The deal is an attempt to challenge Amazon and follows Target’s acquisition of software company Grand Junction.

(Bloomberg)—Target Corp. agreed to purchase grocery-delivery startup Shipt Inc. for $550 million, stepping up its challenge to Amazon.com Inc. by speeding the rollout of same-day shipping.

The all-cash deal will let Target customers order groceries and other goods online, and then have the items sent directly to their doors from nearby Target stores. Target is No. 20 in the Internet Retailer 2017 Top 500.

Buying Shipt further beefs up Target’s logistics operations—earlier this year, the retailer announced the acquisition of software company Grand Junction, which also manages local and same-day deliveries. Target now offers same-day delivery in New York City and can send orders from 1,400 of its stores. Competition in this space is growing fiercer, though, as rivals Wal-Mart Stores Inc. (No. 3) and Best Buy Co. (No. 10) also offer same-day service, keeping pace with Amazon (No. 1).

Four out of five shoppers want same-day shipping, according to a survey by fulfillment software maker Temando, but only half of retailers offer it.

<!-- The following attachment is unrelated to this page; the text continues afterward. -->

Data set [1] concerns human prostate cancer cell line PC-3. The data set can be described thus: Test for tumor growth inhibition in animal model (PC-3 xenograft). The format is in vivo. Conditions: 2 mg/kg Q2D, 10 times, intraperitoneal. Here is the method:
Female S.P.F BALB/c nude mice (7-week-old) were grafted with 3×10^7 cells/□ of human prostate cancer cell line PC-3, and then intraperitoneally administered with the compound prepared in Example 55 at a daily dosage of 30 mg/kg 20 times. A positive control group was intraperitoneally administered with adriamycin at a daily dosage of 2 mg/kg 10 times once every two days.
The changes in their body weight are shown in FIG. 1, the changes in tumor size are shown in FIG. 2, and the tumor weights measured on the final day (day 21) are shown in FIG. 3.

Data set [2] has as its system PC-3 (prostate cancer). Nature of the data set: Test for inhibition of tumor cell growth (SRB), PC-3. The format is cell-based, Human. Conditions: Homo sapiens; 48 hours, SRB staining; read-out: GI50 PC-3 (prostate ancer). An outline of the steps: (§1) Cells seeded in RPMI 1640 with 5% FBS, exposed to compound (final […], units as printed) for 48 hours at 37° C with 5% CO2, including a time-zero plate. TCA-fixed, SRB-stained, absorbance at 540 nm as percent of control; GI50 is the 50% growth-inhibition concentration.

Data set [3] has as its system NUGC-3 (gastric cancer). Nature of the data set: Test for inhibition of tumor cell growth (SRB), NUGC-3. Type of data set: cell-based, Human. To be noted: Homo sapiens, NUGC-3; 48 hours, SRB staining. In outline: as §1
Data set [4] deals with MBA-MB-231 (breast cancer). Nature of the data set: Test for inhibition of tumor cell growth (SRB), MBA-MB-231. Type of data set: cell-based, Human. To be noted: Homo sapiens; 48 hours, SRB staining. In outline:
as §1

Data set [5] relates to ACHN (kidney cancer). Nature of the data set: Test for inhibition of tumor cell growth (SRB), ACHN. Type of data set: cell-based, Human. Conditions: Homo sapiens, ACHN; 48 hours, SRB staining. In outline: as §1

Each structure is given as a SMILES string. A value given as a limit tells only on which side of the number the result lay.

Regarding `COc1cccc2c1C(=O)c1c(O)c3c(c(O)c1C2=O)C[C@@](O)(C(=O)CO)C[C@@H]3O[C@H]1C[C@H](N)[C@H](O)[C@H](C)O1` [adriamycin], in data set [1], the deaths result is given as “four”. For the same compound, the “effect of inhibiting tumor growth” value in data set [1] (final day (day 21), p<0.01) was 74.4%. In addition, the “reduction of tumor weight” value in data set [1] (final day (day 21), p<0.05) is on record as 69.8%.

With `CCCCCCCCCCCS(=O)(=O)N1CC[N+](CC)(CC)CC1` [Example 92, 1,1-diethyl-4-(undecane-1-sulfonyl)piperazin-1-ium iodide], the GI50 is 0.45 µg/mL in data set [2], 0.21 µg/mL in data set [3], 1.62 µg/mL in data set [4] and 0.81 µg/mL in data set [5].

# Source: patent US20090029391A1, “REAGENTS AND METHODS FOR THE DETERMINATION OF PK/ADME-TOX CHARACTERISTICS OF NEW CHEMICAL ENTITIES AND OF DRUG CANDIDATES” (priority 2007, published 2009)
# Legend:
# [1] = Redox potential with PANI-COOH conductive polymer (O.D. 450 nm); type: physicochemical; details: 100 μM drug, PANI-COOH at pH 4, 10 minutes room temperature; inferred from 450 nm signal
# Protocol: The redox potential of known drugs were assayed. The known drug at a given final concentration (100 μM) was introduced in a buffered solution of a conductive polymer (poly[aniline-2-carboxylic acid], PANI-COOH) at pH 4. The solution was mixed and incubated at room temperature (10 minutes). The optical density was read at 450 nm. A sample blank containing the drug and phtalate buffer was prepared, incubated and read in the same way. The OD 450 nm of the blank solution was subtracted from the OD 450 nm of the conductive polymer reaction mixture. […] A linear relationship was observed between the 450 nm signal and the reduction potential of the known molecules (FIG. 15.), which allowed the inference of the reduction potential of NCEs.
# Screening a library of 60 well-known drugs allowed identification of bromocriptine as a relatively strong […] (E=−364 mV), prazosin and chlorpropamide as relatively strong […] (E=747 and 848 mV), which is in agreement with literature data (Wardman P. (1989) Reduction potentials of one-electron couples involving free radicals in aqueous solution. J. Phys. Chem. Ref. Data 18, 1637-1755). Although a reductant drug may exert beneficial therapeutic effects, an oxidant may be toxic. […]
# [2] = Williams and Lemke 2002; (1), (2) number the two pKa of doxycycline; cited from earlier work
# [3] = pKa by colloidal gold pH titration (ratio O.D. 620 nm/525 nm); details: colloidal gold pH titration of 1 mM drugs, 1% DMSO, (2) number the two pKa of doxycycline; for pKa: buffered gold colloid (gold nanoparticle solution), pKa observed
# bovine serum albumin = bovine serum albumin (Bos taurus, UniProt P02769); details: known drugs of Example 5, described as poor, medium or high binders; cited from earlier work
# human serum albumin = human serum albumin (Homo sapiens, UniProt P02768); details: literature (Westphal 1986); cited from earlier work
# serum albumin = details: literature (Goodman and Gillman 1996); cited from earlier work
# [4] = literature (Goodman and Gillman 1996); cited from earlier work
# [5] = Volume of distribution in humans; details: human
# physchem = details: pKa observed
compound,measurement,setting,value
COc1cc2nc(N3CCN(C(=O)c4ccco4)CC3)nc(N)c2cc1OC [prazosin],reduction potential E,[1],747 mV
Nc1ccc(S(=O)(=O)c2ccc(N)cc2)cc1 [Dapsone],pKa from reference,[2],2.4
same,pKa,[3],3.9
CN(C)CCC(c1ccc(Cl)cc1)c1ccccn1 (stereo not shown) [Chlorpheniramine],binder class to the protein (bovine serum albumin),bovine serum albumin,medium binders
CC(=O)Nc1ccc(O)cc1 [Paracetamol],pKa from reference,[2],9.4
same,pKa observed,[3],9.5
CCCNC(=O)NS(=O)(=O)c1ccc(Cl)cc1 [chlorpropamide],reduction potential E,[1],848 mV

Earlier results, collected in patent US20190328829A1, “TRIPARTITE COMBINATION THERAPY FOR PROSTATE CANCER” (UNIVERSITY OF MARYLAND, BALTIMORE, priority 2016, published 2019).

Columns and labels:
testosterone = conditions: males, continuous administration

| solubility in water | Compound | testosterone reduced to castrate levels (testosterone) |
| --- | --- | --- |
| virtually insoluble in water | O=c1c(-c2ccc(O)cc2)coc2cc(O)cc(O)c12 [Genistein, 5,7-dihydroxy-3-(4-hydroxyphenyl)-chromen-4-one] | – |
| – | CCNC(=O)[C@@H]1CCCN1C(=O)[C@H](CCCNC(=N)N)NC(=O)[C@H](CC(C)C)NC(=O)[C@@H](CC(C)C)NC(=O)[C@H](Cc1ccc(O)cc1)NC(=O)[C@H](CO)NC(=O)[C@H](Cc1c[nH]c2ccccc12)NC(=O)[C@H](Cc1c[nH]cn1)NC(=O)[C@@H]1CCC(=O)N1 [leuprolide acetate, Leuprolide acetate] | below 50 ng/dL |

“With Shipt’s network of local shoppers and their current market penetration, we will move from days to hours, dramatically accelerating our ability to bring affordable same-day delivery to guests across the country,” John Mulligan, Target’s chief operating officer, said in a statement.

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The deal will give Target same-day delivery at about half of its 1,834 stores by next summer, with the number growing to a majority of stores in time for next year’s holiday season. The service costing $99 a year for unlimited deliveries—will initially encompass categories like groceries, household essentials and electronics before expanding to all major product groups by the end of 2019.

Improved position

“While it will not affect Target’s capability this holiday season, the fact that Target will have this service in place during 2018 will significantly improve its online competitive position,” Charlie O’Shea, an analyst at Moody’s Corp., said in a note.